Please join us at our National Lobster Day party from 3 to 5 pm on Friday, September 25! Have a piece of cake with the Lobstermobile and explore the state’s newest, and largest, exhibit on lobstering, Lobstering & the Maine Coast! Admission will be FREE after 3 pm.

Prior to the party, you can find the Lobstermobile at the following Renys locations:

Portland: 9-10:30 am

Topsham: 11-12:30 pm

Bath: 1-2:30 pm

Thank you, Cynthia!


What am I celebrating?

December 1, 2014

pie_fixes_orange_magnetDecember is National Pie Day and when I think of pie, I always think of Moody’s Dinner.

Michael Stern’s  review of Moody’s is from RoadFood (click here).

moodys walnutThis is the walnut pie (real whipped cream) and the rest of the dessert menu.



Who am I watching?

June 13, 2014


Take a look at the Puffin Cams on Seal Island, Maine.  This is a snapshot above, but the camera feeds are live.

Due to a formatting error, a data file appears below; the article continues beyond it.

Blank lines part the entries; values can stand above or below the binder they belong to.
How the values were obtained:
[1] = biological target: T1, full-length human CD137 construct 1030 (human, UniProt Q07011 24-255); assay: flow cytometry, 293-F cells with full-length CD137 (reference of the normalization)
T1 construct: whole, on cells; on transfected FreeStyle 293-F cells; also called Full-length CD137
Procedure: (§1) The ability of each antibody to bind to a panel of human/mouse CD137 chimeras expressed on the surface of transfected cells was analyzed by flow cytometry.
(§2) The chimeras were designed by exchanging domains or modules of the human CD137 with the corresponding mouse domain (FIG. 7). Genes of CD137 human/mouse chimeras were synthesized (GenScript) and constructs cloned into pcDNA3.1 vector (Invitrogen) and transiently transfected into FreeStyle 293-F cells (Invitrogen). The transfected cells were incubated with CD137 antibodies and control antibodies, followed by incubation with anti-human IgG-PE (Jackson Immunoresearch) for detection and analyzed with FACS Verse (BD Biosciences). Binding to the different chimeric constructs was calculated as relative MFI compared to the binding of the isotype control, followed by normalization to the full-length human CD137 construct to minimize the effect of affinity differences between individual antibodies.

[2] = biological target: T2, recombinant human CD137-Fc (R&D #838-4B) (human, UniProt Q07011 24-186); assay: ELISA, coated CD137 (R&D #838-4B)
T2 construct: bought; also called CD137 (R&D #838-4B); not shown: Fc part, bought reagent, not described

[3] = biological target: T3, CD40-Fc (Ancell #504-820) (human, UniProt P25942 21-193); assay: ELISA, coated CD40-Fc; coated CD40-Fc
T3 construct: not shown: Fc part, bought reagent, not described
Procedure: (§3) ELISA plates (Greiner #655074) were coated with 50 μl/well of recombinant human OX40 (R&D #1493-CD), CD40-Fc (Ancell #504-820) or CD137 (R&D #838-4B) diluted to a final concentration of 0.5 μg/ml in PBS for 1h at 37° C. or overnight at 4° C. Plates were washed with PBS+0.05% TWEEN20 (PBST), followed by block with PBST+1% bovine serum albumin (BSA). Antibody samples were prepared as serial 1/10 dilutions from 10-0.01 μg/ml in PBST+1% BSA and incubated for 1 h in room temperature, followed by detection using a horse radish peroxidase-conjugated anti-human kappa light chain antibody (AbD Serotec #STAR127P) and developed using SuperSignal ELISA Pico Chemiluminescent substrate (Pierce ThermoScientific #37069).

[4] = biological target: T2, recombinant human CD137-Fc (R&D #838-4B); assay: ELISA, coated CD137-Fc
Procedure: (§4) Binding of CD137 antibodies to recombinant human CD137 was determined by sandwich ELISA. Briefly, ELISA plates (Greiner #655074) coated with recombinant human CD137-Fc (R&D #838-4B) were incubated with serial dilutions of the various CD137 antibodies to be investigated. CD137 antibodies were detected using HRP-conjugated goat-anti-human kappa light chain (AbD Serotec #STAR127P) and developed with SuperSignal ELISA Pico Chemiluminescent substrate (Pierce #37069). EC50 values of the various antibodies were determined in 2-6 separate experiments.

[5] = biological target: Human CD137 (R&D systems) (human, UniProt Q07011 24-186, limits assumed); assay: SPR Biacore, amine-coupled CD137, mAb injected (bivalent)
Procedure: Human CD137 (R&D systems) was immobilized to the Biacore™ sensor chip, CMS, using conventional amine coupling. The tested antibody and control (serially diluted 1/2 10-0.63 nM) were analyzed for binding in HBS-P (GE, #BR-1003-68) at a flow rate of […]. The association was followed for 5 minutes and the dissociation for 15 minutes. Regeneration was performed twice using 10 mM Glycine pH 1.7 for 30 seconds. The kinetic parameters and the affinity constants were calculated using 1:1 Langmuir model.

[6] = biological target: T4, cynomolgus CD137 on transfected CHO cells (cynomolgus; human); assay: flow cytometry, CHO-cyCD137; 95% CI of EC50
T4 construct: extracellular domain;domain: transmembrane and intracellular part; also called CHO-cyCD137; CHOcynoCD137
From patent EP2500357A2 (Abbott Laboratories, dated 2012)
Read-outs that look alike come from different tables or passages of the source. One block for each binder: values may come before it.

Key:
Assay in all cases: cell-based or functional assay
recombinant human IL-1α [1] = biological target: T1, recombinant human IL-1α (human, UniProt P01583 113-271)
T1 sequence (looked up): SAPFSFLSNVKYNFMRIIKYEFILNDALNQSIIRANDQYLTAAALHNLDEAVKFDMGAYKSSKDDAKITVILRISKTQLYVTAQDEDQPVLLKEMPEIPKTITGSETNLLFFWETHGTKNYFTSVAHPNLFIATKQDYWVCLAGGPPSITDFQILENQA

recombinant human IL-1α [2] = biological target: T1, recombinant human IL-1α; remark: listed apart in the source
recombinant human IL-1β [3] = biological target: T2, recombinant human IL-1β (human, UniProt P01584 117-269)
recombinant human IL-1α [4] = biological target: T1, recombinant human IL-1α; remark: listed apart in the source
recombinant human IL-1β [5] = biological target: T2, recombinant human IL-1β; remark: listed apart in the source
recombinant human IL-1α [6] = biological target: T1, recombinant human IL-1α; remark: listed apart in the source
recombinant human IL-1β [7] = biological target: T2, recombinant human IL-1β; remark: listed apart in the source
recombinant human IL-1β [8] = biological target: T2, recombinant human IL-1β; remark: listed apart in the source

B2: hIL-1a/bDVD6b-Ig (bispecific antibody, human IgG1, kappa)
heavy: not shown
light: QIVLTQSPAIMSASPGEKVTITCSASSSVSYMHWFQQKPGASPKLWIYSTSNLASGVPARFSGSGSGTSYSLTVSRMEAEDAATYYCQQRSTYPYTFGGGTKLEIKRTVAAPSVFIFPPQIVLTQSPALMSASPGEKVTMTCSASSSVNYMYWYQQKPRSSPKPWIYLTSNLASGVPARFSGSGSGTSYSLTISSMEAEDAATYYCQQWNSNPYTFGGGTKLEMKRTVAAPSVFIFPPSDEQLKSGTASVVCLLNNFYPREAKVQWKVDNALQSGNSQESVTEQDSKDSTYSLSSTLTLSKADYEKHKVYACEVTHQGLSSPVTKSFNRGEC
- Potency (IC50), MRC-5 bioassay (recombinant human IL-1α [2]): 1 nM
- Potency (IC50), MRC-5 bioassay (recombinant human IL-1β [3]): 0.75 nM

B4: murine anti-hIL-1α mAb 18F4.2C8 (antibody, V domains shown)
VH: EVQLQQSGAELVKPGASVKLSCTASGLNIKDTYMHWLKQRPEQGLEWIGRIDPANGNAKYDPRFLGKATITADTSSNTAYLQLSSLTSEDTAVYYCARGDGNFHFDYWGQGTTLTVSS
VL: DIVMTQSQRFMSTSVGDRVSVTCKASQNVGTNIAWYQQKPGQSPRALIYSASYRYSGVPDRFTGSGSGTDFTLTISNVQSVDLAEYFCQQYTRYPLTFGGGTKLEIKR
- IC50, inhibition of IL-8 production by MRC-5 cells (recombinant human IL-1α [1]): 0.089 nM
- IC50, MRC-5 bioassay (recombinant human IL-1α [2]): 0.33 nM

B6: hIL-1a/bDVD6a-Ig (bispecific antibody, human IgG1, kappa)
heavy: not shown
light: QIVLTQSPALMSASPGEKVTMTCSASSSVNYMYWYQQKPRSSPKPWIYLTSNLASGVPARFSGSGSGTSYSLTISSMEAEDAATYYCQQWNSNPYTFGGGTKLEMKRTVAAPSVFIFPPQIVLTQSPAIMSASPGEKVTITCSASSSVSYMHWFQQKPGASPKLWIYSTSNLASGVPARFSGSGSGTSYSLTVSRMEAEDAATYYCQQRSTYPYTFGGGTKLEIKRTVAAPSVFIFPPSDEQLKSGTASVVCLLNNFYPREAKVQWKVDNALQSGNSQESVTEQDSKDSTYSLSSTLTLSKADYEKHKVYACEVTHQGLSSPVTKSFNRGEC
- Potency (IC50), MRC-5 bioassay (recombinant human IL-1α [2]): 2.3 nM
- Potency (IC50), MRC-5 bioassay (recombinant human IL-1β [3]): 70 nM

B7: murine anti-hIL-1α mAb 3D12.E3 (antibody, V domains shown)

Burrow Cam

Ledge Cam


What is tattoo Tuesday about?

February 25, 2014


February 24 was Winslow Homer’s 178th birthday.  Homer is probably best known for his seascapes, but he started his career as a print maker.  In 1861, he was sent to the front as an artist-correspondent recording the battles and conditions of the American Civil War.

He lived a good part of his life in New York City employed as a magazine illustrator, but his travels to the east coast of New England, the White Mountains of New Hampshire and eventually to Europe – Paris and the English seaside, influenced his work.  He has been described as foreshadowing the abstract movement, but I think his work is most characterized by his mastery of air, water and weather.